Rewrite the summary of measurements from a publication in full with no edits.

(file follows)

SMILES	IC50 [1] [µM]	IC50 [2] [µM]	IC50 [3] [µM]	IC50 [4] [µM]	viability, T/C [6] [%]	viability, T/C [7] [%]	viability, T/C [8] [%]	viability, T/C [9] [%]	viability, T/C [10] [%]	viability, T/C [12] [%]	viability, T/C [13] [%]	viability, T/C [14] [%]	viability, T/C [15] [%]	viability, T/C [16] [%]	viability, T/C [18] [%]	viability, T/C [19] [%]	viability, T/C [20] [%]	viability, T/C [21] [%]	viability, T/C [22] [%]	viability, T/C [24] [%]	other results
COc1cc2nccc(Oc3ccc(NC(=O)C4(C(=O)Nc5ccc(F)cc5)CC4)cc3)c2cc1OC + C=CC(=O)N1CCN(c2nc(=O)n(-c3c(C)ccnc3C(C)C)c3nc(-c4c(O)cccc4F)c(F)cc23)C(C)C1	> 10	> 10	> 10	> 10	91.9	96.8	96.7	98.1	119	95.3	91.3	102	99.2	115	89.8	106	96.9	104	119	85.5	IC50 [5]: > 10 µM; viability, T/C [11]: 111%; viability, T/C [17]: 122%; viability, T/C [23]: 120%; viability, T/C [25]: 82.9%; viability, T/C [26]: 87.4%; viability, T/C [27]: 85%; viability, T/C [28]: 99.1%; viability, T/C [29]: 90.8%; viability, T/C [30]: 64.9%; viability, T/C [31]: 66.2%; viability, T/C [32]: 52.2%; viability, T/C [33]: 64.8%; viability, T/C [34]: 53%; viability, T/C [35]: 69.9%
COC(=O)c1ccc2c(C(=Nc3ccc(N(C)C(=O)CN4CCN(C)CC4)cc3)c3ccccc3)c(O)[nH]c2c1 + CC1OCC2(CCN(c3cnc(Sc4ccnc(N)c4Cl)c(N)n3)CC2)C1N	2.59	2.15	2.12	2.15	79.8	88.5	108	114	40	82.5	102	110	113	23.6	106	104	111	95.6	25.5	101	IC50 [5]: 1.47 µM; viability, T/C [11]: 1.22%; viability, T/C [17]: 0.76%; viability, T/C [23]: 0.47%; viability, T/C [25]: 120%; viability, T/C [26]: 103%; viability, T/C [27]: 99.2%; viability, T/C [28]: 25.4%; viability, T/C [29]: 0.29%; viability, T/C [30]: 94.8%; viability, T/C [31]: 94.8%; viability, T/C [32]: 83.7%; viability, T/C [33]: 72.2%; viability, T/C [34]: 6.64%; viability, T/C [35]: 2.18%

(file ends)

SMILES	IC50 [1] [µM]	IC50 [2] [µM]	IC50 [3] [µM]	IC50 [4] [µM]	viability, T/C [6] [%]	viability, T/C [7] [%]	viability, T/C [8] [%]	viability, T/C [9] [%]	viability, T/C [10] [%]	viability, T/C [12] [%]	viability, T/C [13] [%]	viability, T/C [14] [%]	viability, T/C [15] [%]	viability, T/C [16] [%]	viability, T/C [18] [%]	viability, T/C [19] [%]	viability, T/C [20] [%]	viability, T/C [21] [%]	viability, T/C [22] [%]	viability, T/C [24] [%]	other results
COc1cc2nccc(Oc3ccc(NC(=O)C4(C(=O)Nc5ccc(F)cc5)CC4)cc3)c2cc1OC + C=CC(=O)N1CCN(c2nc(=O)n(-c3c(C)ccnc3C(C)C)c3nc(-c4c(O)cccc4F)c(F)cc23)C(C)C1	> 10	> 10	> 10	> 10	91.9	96.8	96.7	98.1	119	95.3	91.3	102	99.2	115	89.8	106	96.9	104	119	85.5	IC50 [5]: > 10 µM; viability, T/C [11]: 111%; viability, T/C [17]: 122%; viability, T/C [23]: 120%; viability, T/C [25]: 82.9%; viability, T/C [26]: 87.4%; viability, T/C [27]: 85%; viability, T/C [28]: 99.1%; viability, T/C [29]: 90.8%; viability, T/C [30]: 64.9%; viability, T/C [31]: 66.2%; viability, T/C [32]: 52.2%; viability, T/C [33]: 64.8%; viability, T/C [34]: 53%; viability, T/C [35]: 69.9%
COC(=O)c1ccc2c(C(=Nc3ccc(N(C)C(=O)CN4CCN(C)CC4)cc3)c3ccccc3)c(O)[nH]c2c1 + CC1OCC2(CCN(c3cnc(Sc4ccnc(N)c4Cl)c(N)n3)CC2)C1N	2.59	2.15	2.12	2.15	79.8	88.5	108	114	40	82.5	102	110	113	23.6	106	104	111	95.6	25.5	101	IC50 [5]: 1.47 µM; viability, T/C [11]: 1.22%; viability, T/C [17]: 0.76%; viability, T/C [23]: 0.47%; viability, T/C [25]: 120%; viability, T/C [26]: 103%; viability, T/C [27]: 99.2%; viability, T/C [28]: 25.4%; viability, T/C [29]: 0.29%; viability, T/C [30]: 94.8%; viability, T/C [31]: 94.8%; viability, T/C [32]: 83.7%; viability, T/C [33]: 72.2%; viability, T/C [34]: 6.64%; viability, T/C [35]: 2.18%